Let’s go back to common sense, please! If our goals and desires for our pets’ health is driving the train of what goes into pet foods and how they are promoted, then wouldn’t it be better to go back to basics and choose a dog food based on our confidence in its overall recipe and the company’s reputation? Shouldn’t we be giving preference to pet foods that list real meat (chicken, lamb, salmon, etc.) and whole vegetables and other recognizable whole food ingredients—all hallmarks of higher quality nutrition? That’s why I choose Halo as the kibble I fed my own dogs, and most of my friends now follow my example, I’m proud to say! Let’s not distract ourselves or the pet food companies that cater to us with passing fancies about food ingredients or diet fads that are a waste of our time, and not doing a thing for our pets.
Tracie Hotchner is a nationally acclaimed pet wellness advocate, who wrote THE DOG BIBLE: Everything Your Dog Wants You to Know and THE CAT BIBLE: Everything Your Cat Expects You to Know. She is recognized as the premiere voice for pets and their people on pet talk radio. She continues to produce and host her own Gracie® Award winning NPR show DOG TALK® (and Kitties, Too!) from Peconic Public Broadcasting in the Hamptons after 9 consecutive years and over 500 shows. She produced and hosted her own live, call-in show CAT CHAT® on the Martha Stewart channel of Sirius/XM for over 7 years until the channel was canceled, when Tracie created her own Radio Pet Lady Network where she produces and co-hosts CAT CHAT® along with 10 other pet talk radio podcasts with top veterinarians and pet experts.
Tracie also is the Founder and Director of the annual NY Dog Film Festival, a philanthropic celebration of the love between dogs and their people. Short canine-themed documentary, animated and narrative films from around the world create a shared audience experience that inspires, educates and entertains. With a New York City premiere every October, the Festival then travels around the country, partnering in each location with an outstanding animal welfare organization that brings adoptable dogs to the theater and receives half the proceeds of the ticket sales. Halo was a Founding Sponsor in 2015 and donated 10,000 meals to the beneficiary shelters in every destination around the country in 2016.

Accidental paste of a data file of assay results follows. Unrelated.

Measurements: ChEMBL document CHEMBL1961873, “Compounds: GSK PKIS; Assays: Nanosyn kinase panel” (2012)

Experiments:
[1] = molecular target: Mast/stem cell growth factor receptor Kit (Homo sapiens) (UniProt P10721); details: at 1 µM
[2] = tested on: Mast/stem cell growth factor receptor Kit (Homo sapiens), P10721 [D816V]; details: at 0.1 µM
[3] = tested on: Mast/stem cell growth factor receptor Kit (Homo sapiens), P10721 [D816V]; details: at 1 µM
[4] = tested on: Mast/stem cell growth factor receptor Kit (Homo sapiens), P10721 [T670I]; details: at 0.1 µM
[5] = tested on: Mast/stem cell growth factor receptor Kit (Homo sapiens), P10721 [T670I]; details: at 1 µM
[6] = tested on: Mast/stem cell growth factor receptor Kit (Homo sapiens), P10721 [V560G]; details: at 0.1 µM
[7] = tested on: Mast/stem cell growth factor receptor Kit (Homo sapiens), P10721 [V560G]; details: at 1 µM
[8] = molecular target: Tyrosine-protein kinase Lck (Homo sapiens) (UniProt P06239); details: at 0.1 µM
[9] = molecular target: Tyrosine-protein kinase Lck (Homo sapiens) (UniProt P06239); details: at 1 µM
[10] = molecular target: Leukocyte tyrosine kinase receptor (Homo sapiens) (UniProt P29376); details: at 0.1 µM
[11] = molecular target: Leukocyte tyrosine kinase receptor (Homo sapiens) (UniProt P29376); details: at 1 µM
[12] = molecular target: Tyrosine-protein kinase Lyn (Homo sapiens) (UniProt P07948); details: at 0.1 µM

Tracie lives in Bennington, Vermont – where the Radio Pet Lady Network studio is based – and where her 12 acres are well-used by her 2-girl pack of lovely, lively rescued Weimaraners, Maisie and Wanda.
Often when people walk their dogs, they’re in a hurry and wish that their dogs were a little bit less interested in everything off the path. Sara Wilce isn’t one of those people. She’s grateful that her dog, Dougal, has a keen interest in his surroundings. Recently the Westie became a hero when, during his morning walk, he spotted an elderly woman and her dog who had been missing for four days!
According to the Stroud News and Journal, Hazel Denham had last been seen at 1:20 the previous Tuesday afternoon as she headed out to walk her Poodle-Yorkshire Terrier mix, Bertie. Her husband, Richard Denham, reported her missing at 5:17 that evening when she and Bertie still hadn’t returned home. Richard is 85 and his wife is 71 with mild dementia. The Denhams live in Minchinhampton, an ancient hilltop town in the Cotswolds of England. When people learned that Hazel was missing, the community sprang into action. Volunteers and professionals with a number of agencies and services coordinated searching for the woman. Police officers and other officials gave out maps of areas where people should search. The National Police Air Service used thermal-imaging cameras to look for signs of Hazel and Bertie. The Search & Rescue Dog Association (SARDA) South Wales also participated in the search.
When it’s 78 degrees out, I consider it absolutely perfect. But don’t forget that the interior of your car gets much, much hotter. If you can’t take your dog with you wherever you’re going, don’t load them in the car. They may give you those big puppy eyes, but they really won’t like it when […]